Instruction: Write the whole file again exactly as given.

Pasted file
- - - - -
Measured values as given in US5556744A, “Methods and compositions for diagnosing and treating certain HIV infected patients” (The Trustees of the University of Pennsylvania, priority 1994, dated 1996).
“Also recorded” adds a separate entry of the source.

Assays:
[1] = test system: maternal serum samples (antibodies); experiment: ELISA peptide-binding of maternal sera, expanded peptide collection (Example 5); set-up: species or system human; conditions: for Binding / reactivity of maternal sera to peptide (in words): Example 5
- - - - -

Measured values as given in US5556744A, “Methods and compositions for diagnosing and treating certain HIV infected patients” (The Trustees of the University of Pennsylvania, priority 1994, dated 1996).
“Also recorded” adds a separate entry of the source.

Assays:
[1] = test system: maternal serum samples (antibodies); experiment: ELISA peptide-binding of maternal sera, expanded peptide collection (Example 5); set-up: species or system human; conditions: for Binding / reactivity of maternal sera to peptide (in words): Example 5